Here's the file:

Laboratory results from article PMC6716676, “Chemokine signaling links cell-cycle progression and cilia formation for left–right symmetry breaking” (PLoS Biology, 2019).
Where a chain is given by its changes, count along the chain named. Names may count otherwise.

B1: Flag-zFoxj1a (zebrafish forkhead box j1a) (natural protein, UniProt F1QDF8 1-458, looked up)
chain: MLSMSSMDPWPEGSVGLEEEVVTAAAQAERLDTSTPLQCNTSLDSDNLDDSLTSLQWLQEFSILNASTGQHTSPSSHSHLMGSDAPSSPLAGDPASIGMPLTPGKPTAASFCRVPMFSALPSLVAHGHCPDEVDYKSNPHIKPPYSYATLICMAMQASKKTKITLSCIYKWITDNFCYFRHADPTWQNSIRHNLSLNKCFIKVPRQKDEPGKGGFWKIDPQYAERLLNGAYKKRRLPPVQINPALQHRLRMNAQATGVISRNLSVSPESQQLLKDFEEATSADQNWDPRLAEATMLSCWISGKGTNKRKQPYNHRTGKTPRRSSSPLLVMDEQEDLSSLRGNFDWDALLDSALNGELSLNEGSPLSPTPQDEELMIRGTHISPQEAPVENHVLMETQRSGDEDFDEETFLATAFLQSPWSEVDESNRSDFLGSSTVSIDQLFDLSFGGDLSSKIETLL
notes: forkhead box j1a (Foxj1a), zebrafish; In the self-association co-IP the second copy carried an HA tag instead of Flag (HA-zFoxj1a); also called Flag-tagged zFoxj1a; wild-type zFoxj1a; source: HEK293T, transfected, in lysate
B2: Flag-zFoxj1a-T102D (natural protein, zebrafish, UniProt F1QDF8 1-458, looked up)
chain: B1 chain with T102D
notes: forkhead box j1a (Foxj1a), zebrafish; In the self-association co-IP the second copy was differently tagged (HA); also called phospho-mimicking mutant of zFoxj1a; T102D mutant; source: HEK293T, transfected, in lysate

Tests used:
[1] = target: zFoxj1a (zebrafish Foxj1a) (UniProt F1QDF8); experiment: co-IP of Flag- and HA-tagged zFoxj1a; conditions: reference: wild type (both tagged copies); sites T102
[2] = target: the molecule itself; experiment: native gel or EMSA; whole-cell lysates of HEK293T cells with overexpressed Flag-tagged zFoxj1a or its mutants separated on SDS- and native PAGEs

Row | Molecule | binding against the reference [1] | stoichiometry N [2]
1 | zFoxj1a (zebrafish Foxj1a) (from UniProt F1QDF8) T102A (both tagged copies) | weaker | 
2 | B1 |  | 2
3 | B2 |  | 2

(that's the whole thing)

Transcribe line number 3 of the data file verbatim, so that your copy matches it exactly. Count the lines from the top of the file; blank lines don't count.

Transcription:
B1: Flag-zFoxj1a (zebrafish forkhead box j1a) (natural protein, UniProt F1QDF8 1-458, looked up)